3) Leading on from this is a point that was made by more than one correspondent, that learning is about ‘the construction of knowledge not the transmission of knowledge’, and by flipping the classroom you free up time for working on the ‘construction of knowledge’. Now, being a pedantic psychologist I’d argue that learning is about BOTH ‘the construction and the transmission of knowledge’, in that one would have little to construct if something first hadn’t been ‘transmitted’. One can, of course, argue about the weighting of these two components. Having thought about it a lot this week, I think that my real worry about the ‘flipped classroom’ is that whilst it seems an excellent method for facilitating the ‘construction of knowledge’ it may have neglected the idea that ‘transmission of knowledge’ needs to take place somewhere, and that the quality of that ‘transmission’ is important for the subsequent ‘construction’. Indeed, I wonder if in ‘flipping’ we aren’t, in some cases, abdicating responsibility for ‘transmission’ to textbook publishers. At a ‘Lecture Capture’ conference I attended recently the ‘Keynote’ speaker on ‘flipping’ had used lecture recordings from previous years as his vehicle for ‘transmission’. This suggests either that ‘lecturing’ IS a good vehicle for transmission or transmission is of vastly secondary importance.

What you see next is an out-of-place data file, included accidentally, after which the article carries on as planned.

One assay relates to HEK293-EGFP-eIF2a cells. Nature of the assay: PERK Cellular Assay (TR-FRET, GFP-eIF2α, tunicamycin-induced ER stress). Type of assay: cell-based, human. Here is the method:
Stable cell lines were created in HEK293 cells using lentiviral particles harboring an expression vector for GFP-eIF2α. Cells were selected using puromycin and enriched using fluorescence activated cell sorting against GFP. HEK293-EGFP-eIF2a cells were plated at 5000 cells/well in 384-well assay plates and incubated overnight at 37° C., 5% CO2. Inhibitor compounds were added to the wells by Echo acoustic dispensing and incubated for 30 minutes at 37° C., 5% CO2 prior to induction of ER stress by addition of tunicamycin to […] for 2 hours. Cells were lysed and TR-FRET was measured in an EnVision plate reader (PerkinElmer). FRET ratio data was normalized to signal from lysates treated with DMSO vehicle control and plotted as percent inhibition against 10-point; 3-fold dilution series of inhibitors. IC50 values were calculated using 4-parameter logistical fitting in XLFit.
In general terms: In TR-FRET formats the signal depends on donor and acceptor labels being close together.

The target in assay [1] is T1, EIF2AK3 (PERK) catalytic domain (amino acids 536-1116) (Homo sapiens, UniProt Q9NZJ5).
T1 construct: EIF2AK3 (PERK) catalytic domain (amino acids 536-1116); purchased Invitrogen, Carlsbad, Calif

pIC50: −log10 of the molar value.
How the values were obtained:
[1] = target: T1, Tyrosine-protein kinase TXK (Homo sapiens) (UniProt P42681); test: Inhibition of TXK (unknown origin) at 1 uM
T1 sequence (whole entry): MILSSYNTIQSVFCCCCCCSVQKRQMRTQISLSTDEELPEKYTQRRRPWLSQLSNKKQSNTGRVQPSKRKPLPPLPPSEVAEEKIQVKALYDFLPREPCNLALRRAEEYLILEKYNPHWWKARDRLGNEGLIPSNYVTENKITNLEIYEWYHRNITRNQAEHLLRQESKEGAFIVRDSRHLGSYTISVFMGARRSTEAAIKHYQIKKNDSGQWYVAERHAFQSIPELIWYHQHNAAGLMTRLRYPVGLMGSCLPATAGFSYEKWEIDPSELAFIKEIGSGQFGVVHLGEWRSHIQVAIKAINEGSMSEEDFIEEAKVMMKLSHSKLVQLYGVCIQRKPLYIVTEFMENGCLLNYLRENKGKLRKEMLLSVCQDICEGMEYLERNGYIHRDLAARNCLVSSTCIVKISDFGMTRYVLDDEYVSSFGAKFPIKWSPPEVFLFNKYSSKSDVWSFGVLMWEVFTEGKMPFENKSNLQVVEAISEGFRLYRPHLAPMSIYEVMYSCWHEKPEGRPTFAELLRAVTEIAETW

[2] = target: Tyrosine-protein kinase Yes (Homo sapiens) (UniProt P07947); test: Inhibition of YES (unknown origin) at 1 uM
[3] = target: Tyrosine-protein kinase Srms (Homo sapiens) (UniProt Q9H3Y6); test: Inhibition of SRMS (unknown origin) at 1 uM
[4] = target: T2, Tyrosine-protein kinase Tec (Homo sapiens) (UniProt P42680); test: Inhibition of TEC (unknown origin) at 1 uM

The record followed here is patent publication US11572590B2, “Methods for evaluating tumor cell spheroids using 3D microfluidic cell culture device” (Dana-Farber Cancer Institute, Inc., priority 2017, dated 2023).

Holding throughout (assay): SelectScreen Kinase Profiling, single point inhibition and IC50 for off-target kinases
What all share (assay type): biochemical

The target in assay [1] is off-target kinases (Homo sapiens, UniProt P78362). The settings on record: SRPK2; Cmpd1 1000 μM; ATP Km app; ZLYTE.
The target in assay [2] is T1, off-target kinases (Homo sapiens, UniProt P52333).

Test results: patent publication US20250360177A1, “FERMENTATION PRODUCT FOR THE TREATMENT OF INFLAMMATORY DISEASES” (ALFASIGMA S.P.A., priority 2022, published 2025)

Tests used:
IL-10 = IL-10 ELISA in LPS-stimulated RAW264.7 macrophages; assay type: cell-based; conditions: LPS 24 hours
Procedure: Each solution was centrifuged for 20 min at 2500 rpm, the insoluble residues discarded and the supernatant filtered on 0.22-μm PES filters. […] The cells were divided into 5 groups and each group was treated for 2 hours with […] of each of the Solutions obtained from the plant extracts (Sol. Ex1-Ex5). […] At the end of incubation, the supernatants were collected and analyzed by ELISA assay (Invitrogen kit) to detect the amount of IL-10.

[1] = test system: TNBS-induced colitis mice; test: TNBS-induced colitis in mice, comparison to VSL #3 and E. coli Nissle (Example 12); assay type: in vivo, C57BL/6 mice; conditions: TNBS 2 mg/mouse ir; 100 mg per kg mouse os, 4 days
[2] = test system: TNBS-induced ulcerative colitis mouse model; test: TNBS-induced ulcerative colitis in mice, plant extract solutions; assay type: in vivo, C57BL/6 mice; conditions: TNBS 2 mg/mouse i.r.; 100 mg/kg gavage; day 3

It’s clear from the literature that, at least in STEM disciplines, flipping does improve academic performance but I wonder a little more focus was put on how best to facilitate ‘transmission’ this improvement might be even bigger.

My resolution for the next academic year is to try out ‘flipping’ a class, but to focus on how transmission will take place before I do so.

Is the ‘flipped classroom’ the answer to all our problems ?

27 Oct

flippedgraphic(web1100px)_0

Since the beginning of the summer I’ve been heavily involved in by institution’s introduction of a pilot of lecture capture technology. So far I’ve been hugely impressed by the software we’ve decided on from Panopto. This week I attended a conference run by Panopto at Senate House in London, and was intrigued to see that the debate had moved on from just recording all lectures to the concept of the ‘flipped classroom’. Whilst the idea goes back as far as Eric Mazur work in the 1990’s, it was in the early 2000’s that genuine discussion appeared of the idea pre-recording materials for students to watch before attending a teaching session. Indeed, the Learning & Teaching management of my own institution seem really keen that we move towards flipping our classes.